Europe

As Ukraine railroad blockade continues, tension simmers on both sides of the tracks

Activists walk along carriages loaded with coal from the occupied territories which they blocked at Kryvyi Torets station in the village of Shcherbivka in Donetsk region, Ukraine, February 14, 2017.

Activists walk along carriages loaded with coal from the occupied territories which they blocked at Kryvyi Torets station in the village of Shcherbivka in Donetsk region, Ukraine, February 14, 2017.  (Reuters)

It has been almost a month since Ukrainian nationalists began preventing coal shipments from the breakaway “republics” in the eastern part of the country by choking off all railroad traffic in what they are calling a blockade.

The so-called blockaders are a relatively new movement in the turbulent eastern European nation, but have quickly become a flashpoint in the ongoing conflict in eastern Ukraine between government forces and separatist rebels. The clashes have killed more than 9,800 people since April 2014.

The main goal of the blockade, which is strongly supported by Ukrainian nationalist circles, is to break all ties with Ukraine’s industrial base and force the financing of the Moscow-backed breakaway regions and their 3 million or so inhabitants onto an already weakened Russian economy.

"We are proud that the blockade has hit the pockets of the occupiers. We should call it a war and stop ... all trade with the occupied territories," parliament member Semen Semenchenko, a blockade advocate, told The Associated Press.

The blockade has seriously disrupted trade on both sides, cutting off much of the coal shipments to government-controlled territory and impeding shipments from the mills and factories that are the east's economic backbone. It has also led a mine and a steel plant in the separatist region to shut down. Economists speculate the move will greatly disturb the half a million jobs and $3.5 billion in revenue from steel exports in the east that depend on the coal trains. 

The area around the blockade has also been the scene of bloody violence, with battles breaking out between armed activists and those seeking to commandeer the trains. 

Ukrainian President Petro Poroshenko's government has spoken out against the blockade, saying it hurts ordinary Ukrainians in the rest of the country by cutting off coal shipments from separatist regions and creating power shortages. However, it has taken no action to break it, fearing to challenge the nationalist groups.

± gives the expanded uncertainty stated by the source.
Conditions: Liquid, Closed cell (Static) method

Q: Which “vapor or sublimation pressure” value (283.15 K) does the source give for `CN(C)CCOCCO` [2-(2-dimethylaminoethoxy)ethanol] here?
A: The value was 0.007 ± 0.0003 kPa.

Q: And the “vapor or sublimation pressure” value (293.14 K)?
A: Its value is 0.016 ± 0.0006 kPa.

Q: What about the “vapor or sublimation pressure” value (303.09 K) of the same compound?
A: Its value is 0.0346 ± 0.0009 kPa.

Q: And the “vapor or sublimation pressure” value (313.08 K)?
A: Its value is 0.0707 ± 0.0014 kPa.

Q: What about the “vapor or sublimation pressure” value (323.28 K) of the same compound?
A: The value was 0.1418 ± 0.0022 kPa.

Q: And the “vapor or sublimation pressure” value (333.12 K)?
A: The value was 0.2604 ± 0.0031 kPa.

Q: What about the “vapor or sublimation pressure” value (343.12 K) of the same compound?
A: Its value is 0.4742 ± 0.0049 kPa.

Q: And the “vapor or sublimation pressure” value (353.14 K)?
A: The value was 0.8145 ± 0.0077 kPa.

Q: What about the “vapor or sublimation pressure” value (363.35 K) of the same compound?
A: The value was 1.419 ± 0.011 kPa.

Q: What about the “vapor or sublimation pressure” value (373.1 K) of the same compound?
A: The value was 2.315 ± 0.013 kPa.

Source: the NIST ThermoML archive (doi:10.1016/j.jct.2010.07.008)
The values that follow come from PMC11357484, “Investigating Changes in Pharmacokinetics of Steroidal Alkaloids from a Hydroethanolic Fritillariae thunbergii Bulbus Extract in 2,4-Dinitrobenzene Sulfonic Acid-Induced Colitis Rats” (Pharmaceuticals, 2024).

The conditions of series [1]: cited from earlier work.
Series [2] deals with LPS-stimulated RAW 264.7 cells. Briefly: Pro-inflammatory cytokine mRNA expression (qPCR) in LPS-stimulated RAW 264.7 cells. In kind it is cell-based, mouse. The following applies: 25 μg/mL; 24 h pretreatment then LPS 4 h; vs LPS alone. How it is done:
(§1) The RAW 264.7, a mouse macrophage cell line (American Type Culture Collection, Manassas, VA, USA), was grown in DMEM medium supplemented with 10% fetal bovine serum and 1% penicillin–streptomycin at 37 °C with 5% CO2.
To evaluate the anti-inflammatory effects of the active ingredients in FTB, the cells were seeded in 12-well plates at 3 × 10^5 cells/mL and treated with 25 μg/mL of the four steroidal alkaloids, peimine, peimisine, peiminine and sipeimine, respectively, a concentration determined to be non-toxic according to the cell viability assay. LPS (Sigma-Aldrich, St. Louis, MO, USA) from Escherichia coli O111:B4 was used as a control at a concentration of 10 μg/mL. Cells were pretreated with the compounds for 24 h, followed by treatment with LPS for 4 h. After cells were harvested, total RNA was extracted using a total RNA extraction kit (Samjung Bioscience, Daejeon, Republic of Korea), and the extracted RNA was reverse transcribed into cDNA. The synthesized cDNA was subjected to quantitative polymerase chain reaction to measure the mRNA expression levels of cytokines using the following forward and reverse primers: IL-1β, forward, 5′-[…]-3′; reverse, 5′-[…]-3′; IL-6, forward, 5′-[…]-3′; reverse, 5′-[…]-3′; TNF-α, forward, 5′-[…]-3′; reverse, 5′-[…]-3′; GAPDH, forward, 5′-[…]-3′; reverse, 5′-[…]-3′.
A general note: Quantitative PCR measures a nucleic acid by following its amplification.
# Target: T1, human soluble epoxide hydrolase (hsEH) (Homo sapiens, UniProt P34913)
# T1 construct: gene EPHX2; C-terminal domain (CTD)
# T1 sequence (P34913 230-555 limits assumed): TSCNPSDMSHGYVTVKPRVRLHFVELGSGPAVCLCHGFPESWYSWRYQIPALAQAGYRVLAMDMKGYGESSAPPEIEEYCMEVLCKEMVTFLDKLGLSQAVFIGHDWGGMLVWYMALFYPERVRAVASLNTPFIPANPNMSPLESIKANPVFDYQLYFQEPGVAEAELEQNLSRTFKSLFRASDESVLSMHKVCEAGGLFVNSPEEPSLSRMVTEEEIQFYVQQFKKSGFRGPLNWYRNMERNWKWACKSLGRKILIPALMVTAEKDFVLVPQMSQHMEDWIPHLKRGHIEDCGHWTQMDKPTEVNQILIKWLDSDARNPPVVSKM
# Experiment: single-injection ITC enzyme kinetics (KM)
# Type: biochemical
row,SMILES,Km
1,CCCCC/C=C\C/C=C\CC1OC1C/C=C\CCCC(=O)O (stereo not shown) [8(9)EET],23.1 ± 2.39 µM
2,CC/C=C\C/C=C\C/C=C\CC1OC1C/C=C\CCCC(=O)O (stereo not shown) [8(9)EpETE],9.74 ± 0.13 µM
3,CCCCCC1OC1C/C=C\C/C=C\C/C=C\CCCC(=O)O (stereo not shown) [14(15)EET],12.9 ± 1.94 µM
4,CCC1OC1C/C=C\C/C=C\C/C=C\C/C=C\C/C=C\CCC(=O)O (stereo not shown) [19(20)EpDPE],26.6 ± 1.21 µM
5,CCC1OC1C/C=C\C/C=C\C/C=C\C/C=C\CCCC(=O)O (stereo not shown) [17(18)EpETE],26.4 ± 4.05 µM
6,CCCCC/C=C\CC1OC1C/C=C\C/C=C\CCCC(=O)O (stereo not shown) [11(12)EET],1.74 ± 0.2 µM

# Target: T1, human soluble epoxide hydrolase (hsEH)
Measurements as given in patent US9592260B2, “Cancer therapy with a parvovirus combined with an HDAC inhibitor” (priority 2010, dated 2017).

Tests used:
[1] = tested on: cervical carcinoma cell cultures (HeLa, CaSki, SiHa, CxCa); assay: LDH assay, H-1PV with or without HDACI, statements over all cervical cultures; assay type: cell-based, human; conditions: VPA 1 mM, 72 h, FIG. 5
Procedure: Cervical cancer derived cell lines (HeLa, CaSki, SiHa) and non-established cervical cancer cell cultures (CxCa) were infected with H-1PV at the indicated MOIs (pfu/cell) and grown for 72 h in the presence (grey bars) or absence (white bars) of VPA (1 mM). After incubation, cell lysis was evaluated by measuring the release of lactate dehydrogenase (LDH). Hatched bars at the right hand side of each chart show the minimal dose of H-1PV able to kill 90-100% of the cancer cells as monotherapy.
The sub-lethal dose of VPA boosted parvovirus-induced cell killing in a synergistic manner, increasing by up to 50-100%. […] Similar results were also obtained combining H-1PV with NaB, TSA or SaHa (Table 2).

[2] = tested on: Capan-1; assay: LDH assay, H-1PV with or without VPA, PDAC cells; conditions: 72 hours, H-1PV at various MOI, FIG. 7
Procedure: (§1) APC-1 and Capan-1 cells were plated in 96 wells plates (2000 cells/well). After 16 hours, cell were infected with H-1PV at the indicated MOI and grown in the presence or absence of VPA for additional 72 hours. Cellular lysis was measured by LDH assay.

The rebel leader in the Donetsk section of eastern Ukraine, Alexander Zakharchenko, told local media on Wednesday that in retaliation for Kiev's blockade, the rebels have taken over the management of 40 factories and coal mines. They include those owned by tycoon Rinat Akhmetov, who is regarded as Ukraine's richest person and whose foundation has been the largest provider of humanitarian aid to a war-battered population.

His Metinvest holding company announced last week that it had stopped operations at a steel mill and a coal mine because of the blockade. Stopping all of the company's operations could throw 20,000 people out of work, Metinvest said.

Akhmetov's foundation said in a statement that its work in the region was paralyzed after rebels blocked access to Akhmetov's Shakhtar FC arena in Donetsk, which hosted the 2012 European soccer championships and now serves as a warehouse for relief efforts.

The foundation said it has given away more than 11 million food packages to local residents. The separatists do not allow Ukrainian aid in, and in recent months have barred virtually all international organizations from operating there.

Russia has been delivering aid to the rebel-controlled east too, but some of the deliveries have ended up in the fighters' hands. Unlike Akhmetov's food packages, Russian aid is not distributed directly to the people.

Russian Foreign Minister Sergey Lavrov said that because of the blockade, the rebel authorities "hardly had any other choice" than to seize the businesses.

Kremlin spokesman Dmitry Peskov told reporters on Wednesday that Moscow is concerned about a worsening humanitarian situation in the east and pledged that it "will do its best to contribute to “de-escalation" in the area.

The Minsk agreement, a 2015 cease-fire pact that has been consistently violated, envisions the rebel-held Donetsk and Luhansk regions remaining in Ukraine, although with expanded local powers. But a recent surge in fighting, the blockade and Russia's decision last month to recognize passports and other documents issued by the rebels have threatened the goal of reintegrating the regions into Ukraine.

As it seeks to establish warmer ties with Russia, the White House so far has remained quiet in regards to the blockade and President Trump has so far provided no update on his oft-repeated ambition of closer cooperation with Moscow.

It's a goal Trump has stuck to despite allegations by U.S. intelligence agencies that the Kremlin meddled in the presidential election.

The Associated press contributed to this report.